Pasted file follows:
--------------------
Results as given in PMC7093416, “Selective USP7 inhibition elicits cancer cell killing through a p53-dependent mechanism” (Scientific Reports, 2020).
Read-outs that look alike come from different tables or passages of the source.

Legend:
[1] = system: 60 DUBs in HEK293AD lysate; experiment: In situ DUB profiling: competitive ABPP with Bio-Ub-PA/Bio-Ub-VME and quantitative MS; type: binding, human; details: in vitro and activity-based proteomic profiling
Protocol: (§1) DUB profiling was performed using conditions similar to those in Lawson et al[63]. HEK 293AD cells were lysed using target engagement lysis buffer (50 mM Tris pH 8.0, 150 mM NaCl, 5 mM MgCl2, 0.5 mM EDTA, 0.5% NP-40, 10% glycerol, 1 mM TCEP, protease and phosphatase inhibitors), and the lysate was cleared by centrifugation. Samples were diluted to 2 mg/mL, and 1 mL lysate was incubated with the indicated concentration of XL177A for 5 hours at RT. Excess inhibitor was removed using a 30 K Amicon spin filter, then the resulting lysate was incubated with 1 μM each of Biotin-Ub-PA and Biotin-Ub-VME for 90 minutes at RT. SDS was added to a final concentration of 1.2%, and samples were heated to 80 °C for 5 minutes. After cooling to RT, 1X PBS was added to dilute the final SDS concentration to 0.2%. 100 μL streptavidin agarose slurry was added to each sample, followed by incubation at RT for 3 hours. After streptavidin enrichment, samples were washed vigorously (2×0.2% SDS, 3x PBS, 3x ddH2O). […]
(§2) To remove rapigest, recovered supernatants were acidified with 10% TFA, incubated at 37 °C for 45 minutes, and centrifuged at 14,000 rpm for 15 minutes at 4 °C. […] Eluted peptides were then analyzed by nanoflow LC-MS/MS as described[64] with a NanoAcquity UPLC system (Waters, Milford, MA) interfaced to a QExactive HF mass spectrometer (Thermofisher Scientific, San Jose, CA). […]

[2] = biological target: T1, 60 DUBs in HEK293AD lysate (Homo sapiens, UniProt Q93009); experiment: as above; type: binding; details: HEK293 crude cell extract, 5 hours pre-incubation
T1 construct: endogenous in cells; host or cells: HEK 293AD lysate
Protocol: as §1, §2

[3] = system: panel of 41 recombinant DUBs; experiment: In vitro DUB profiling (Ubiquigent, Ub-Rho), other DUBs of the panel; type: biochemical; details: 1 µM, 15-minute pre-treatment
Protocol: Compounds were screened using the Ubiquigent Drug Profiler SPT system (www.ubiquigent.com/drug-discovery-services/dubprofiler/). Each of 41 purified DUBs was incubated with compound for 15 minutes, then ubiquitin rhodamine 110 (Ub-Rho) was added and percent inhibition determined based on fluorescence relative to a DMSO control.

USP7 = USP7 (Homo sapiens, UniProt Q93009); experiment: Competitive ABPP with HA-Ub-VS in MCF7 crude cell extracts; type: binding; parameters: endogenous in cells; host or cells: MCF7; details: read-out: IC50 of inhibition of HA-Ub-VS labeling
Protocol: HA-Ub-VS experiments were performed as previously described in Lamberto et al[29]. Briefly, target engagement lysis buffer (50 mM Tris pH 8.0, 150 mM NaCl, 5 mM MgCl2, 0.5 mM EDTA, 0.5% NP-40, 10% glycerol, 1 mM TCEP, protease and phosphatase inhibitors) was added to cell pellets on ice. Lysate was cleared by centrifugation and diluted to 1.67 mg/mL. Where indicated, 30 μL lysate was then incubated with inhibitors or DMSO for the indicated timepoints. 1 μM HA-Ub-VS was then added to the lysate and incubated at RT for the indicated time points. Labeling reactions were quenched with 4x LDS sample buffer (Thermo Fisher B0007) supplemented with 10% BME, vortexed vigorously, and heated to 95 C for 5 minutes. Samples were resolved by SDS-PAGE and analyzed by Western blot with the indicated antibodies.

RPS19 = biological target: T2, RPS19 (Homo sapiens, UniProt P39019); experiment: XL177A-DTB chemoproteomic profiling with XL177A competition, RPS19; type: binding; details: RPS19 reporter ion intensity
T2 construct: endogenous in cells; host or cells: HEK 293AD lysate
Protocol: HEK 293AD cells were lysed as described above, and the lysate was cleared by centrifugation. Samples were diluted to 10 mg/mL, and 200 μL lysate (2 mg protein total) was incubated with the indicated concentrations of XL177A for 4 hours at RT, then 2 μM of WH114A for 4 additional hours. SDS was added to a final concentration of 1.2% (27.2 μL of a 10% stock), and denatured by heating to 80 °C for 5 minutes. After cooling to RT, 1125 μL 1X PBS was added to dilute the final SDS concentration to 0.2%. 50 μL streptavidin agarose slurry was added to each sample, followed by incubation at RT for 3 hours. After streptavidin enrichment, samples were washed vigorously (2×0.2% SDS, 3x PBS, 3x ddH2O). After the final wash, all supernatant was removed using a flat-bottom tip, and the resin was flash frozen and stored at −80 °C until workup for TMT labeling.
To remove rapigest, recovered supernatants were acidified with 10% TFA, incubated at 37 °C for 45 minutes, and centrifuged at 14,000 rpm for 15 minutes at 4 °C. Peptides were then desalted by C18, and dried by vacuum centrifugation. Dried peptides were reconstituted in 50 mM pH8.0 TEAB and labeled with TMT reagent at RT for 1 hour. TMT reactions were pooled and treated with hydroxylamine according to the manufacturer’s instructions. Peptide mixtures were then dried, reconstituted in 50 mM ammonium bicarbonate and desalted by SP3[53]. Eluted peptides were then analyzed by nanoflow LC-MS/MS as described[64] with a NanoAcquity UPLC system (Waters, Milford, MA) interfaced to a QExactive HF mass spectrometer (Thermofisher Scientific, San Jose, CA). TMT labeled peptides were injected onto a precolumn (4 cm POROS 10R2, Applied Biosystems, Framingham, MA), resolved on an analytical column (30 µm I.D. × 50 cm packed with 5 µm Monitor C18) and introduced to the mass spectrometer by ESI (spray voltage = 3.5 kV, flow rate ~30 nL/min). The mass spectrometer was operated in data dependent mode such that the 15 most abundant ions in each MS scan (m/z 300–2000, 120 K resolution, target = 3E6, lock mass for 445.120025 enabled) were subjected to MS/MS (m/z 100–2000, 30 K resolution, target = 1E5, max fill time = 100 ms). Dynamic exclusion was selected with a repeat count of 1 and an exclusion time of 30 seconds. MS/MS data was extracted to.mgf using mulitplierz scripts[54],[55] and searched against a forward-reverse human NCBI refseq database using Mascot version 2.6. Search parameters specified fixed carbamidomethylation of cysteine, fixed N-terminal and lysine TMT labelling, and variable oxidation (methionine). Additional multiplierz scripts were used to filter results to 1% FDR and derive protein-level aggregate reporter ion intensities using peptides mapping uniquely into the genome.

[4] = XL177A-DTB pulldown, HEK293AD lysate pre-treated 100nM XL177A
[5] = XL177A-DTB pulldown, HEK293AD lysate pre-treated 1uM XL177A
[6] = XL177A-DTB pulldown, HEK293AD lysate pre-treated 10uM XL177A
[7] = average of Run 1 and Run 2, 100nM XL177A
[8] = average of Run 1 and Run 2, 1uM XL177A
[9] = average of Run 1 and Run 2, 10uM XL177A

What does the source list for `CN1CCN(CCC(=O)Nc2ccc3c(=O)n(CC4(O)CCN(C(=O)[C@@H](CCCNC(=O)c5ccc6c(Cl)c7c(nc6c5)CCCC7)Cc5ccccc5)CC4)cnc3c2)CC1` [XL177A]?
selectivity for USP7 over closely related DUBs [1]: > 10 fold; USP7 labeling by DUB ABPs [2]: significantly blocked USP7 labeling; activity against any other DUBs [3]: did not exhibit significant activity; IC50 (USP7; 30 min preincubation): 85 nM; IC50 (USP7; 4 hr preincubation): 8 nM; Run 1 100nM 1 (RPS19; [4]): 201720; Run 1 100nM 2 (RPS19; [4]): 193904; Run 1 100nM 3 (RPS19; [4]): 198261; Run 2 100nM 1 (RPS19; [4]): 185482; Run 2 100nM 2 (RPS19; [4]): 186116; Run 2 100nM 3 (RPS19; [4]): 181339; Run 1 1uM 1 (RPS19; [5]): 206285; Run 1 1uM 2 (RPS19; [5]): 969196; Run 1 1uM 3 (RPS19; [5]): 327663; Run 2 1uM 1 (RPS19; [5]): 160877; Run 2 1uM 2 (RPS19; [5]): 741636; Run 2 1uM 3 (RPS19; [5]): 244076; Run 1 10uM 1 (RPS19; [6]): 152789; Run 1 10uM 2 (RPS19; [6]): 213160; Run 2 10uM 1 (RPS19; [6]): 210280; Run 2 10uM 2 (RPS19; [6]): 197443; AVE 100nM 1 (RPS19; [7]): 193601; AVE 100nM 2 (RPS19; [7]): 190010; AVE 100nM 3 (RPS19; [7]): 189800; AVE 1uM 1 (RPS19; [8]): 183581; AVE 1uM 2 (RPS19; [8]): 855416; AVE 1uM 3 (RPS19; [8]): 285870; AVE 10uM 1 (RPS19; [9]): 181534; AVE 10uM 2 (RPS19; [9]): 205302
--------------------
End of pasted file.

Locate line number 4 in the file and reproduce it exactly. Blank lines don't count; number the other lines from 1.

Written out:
[1] = system: 60 DUBs in HEK293AD lysate; experiment: In situ DUB profiling: competitive ABPP with Bio-Ub-PA/Bio-Ub-VME and quantitative MS; type: binding, human; details: in vitro and activity-based proteomic profiling